Food Chronicles: Arancini

Celebrating St. Patrick’s Day in Pittsburgh consists of a parade and lots, and lots of drinking. It’s probably no different than any other city. This year I actually went out though with friends and had a blast. But when we returned to my friend’s house her mom had made these amazing, cheesy, spicy rice balls. They were out of this freaking world! Besides being drunk (I’m 25 and I was safe) and having the munchies, these delectable bites were just amazing.

Later the next day I googled “rice balls” and recipes for arancini (Italian for “little orange”) popped up. They originated apparently in Sicily and I thank God that I hail from the great land of Italy which created these delectables, among other amazing foods.

Photo courtesy Just A Taste.

Photo courtesy Just A Taste.

Arancini (Rice Balls) with Marinara Sauce

from Just A Taste 



2 cups cooked white rice, cooled (See Kelly’s Notes)
½ cup grated Parmesan
3 eggs, separated
8 small cubes fresh mozzarella
1 cup Italian-style breadcrumbs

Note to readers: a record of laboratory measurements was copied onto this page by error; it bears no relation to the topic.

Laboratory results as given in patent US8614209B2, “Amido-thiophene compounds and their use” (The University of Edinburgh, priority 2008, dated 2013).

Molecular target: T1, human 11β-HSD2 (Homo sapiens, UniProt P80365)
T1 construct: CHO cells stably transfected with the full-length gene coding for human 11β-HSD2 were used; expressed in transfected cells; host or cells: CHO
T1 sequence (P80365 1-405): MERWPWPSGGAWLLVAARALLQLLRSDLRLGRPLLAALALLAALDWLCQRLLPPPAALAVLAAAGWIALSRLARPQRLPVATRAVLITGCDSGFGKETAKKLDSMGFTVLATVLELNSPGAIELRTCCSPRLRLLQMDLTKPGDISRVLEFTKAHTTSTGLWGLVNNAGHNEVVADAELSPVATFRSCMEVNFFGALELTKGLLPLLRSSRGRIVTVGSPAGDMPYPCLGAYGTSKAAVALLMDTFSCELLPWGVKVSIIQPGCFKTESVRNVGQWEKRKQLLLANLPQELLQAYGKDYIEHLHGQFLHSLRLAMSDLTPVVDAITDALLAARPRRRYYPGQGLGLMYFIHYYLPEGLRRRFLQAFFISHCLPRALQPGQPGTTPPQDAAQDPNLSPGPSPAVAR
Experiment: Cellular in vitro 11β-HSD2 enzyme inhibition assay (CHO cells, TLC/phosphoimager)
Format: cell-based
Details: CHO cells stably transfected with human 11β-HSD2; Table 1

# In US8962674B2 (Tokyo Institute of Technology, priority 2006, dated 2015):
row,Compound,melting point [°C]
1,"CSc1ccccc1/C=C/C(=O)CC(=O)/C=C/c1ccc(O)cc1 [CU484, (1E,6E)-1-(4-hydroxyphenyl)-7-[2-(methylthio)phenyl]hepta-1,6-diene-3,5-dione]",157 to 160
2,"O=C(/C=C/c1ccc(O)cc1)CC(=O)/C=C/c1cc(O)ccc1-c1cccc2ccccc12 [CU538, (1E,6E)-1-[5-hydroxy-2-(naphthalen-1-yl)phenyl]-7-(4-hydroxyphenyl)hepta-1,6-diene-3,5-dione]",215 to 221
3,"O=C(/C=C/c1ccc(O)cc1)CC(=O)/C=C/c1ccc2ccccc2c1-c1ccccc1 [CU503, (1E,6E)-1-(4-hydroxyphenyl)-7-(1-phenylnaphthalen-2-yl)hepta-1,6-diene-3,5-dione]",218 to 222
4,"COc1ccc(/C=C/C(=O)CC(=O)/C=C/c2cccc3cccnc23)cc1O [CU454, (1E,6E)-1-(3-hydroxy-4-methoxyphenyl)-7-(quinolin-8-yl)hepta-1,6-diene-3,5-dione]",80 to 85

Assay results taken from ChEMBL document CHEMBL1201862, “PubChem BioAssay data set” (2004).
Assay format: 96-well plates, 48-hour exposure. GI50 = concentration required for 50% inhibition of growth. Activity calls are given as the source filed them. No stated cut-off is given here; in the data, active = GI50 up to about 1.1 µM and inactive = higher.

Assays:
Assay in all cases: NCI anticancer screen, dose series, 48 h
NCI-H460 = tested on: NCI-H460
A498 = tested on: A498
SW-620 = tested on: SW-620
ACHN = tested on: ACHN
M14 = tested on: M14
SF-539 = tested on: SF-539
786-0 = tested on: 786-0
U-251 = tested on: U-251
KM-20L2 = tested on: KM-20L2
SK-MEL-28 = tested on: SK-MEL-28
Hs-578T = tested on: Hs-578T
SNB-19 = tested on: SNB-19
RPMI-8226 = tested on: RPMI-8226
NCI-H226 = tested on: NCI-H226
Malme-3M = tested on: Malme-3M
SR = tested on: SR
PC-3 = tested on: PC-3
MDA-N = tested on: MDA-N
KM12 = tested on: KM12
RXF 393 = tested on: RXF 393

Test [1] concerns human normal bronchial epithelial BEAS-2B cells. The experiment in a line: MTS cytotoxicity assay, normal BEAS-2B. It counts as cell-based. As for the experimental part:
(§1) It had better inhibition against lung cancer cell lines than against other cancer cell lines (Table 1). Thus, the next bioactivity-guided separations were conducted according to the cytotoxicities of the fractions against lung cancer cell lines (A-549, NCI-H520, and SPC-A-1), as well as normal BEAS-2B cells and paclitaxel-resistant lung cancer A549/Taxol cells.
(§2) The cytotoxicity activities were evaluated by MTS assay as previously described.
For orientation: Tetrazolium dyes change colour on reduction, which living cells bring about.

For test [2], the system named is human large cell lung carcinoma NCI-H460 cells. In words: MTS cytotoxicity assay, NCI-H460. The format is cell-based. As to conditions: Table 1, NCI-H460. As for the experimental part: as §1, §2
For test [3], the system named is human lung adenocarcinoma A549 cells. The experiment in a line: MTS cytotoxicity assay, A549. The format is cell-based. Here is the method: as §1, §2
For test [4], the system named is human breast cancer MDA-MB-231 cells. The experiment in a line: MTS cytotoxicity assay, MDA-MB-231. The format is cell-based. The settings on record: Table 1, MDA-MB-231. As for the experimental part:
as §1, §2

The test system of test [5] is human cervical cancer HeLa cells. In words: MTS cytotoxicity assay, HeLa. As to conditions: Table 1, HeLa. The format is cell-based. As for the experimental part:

Oil, for frying
1 cup store-bought or homemade marinara sauce


Place a large heavy-bottomed pot over medium heat and add enough vegetable oil to rise 4 inches in the pot.

Combine the rice, Parmesan and 1 egg in a medium bowl and use your hands to thoroughly combine the mixture.

Form each arancini by taking a small portion of the mixture, squeezing it firmly and stuffing one cube of mozzarella inside each ball. Repeat this process to form 8 arancini.

Whisk together the remaining 2 eggs. Dip each arancini in the eggs and then in the breadcrumbs, shaking off any excess.

Once the oil reaches 375ºF, add 2 or 3 of the breaded arancini to the pot and fry them until golden brown and cooked throughout.

Use a slotted spoon to remove the fried arancini from the pot and transfer them to a paper towel-lined plate. Immediately salt the arancini. Repeat the frying process with the remaining arancini.

Serve the arancini warm with a side of warm marinara sauce.

Kelly’s Notes:

I’ve made arancini with many types of rice, but some varieties prove more successful than others. For example, regular old Uncle Ben’s will only work if it’s particularly sticky. The best rice for arancini is actually sushi rice (despite how unauthentically Italian that may be!) because it is much more glutinous so it’s easy to work with.

Make sure you really squeeze the arancini together to make them as compact as possible. This will ensure the arancini hold their shape when frying.


3 responses to “Food Chronicles: Arancini

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